[ by Madison Capps, uShip ]
Pets are the glue that holds families together, offer comfort for lonely lives, and function as man’s best friend. Relocation can often be a stressful time when moving across state lines, and moving pets can be the most worrisome part. If the extra dining room set and old rugs don’t have an immediate home in the new place, SpareFoot can come to the rescue! But unfortunately, pets can’t go into storage. When the family Subaru is packed to the brim with essentials and there is no room for Fido, often the best option is to trust the family pet with an animal transporter to safely carry them from the old place to the new one.
Be it a cross-country move from sunny Los Angeles to the snowy Catskills, or a short trip from Dallas to Atlanta, shipping your animal is an effective alternative for transport. The type of pet you need to ship makes no difference; be it a snake, horse, parrot, dog, cat, or kangaroo, there is a pet transporter out there who can help. Here are a few things to keep in mind when shipping your animal.
Prepare Your Special Friend
It’s important to make sure your pet is ready to travel. Visit the vet beforehand to make sure your animal is healthy enough to make the journey. Update shot records, get those allergies under control, and trim claws. If your pet isn’t already crate or kennel-trained, acclimate them to hanging out in a crate for periods of time before they make the journey. If your pet is comfortable in their crate, their stress level will remain low while they travel.
Pick a Great Transporter
Pet transporters are loving people who will care for your pet as if they were their own during the move. They act in place of you while they are on the road, taking your pet out for short walks and potty breaks during the move, as well as making sure they are properly fed and watered. Build trust with your animal transporter so that they no longer seem like a stranger and more like a friend. Make sure your carrier has experience moving your type of animal; ask the right questions. There are no questions too hard or too silly when trusting a stranger with your animal.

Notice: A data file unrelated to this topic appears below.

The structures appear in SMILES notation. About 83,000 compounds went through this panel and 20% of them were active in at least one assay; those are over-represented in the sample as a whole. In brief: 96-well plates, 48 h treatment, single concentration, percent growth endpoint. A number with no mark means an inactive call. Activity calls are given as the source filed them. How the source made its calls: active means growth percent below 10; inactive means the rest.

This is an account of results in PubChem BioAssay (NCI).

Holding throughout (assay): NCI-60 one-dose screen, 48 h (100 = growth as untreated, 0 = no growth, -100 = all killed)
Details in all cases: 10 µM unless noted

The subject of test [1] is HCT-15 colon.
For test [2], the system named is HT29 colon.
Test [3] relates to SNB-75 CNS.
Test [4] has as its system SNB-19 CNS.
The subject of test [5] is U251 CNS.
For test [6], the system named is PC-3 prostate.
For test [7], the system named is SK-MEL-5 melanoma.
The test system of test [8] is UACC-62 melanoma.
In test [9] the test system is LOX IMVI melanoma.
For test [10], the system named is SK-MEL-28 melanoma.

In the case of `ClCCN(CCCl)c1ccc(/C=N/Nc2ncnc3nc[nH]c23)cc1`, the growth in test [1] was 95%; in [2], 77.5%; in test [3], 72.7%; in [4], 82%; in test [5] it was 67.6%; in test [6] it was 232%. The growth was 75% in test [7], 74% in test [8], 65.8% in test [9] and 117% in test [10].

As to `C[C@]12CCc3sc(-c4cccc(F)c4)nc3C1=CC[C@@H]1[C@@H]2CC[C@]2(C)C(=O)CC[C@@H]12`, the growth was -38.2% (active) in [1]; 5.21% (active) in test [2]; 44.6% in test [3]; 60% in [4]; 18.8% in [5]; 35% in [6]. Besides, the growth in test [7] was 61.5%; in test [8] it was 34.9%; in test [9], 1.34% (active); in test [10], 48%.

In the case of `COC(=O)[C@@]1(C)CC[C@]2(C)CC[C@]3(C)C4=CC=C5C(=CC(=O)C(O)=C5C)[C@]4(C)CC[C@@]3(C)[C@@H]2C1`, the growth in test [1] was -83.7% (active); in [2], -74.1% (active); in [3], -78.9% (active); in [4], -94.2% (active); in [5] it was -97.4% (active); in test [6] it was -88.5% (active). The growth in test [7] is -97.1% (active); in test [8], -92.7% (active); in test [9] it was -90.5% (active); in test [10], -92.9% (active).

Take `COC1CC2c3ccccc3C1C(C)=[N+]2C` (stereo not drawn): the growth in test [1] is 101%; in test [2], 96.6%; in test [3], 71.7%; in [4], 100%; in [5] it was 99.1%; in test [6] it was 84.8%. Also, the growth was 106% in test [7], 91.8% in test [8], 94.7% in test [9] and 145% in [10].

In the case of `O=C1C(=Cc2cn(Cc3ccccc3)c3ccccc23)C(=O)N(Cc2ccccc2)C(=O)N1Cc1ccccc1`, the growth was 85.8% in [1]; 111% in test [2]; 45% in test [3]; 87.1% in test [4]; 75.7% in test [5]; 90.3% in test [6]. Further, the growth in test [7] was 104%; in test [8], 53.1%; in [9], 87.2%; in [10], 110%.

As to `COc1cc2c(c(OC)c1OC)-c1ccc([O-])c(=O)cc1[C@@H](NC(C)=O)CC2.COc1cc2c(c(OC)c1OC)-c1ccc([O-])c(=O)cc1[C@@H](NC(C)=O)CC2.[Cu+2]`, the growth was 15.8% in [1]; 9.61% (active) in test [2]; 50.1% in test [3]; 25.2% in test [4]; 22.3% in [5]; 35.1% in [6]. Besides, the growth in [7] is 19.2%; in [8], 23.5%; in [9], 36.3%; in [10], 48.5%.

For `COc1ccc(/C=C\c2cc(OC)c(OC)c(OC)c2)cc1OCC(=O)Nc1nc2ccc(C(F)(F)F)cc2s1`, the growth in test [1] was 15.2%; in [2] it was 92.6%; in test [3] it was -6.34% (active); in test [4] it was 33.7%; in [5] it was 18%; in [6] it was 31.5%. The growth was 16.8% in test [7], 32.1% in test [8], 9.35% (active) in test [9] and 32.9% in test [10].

Pack a Bag for Your Pet
Ask your transporter what they need you to pack for your pet, then pack a little extra. Your animal may need dishes, food, toys, bedding (in addition to a crate or kennel), a leash, identification tags, and a copy of pet health records. A blanket or toy that smells like home will help your pet stay connected to you through the move. Provide your driver with specific instructions and tips on your pet’s personality. Does Carl the Cobra need to be held for a few hours a day to feel safe? Does Ruby the Rottweiler need an arthritis pill inside a Kraft single at breakfast time? Be sure to equip your transporter with whatever they may need before the journey.
Air Travel Safety
If you are boarding your pet by air, check with your airline to see what restrictions exist before boarding. When shipping by air, you will need a kennel that is large enough for your animal to move, sit and lie down in. Make sure that if you are boarding your pet as cargo, there is enough food and water in the kennel to last the length of the flight. It is a good idea to add ice cubes or a frozen water bottle to the water dish, so that your pet doesn’t quickly slosh or run out of water. Speak to flight attendants that will be checking on your pet if possible.
Post-Traumatic Move Syndrome
Once your animal has arrived at the new home, remember it will be an adjustment for both of you. Isolate them in a small section of the new place so that they can get a feel for sounds and smells before releasing them to roam free. Surround your pet with familiar stuff. Keep the same feeding and walking schedule. Some pets will have a hard time adjusting to new places and may need time. Some pets have no problem acclimating to a new environment and will be just as excited as you are to unpack all the fine china.
Image courtesy of Katie Tegtmeyer/Flickr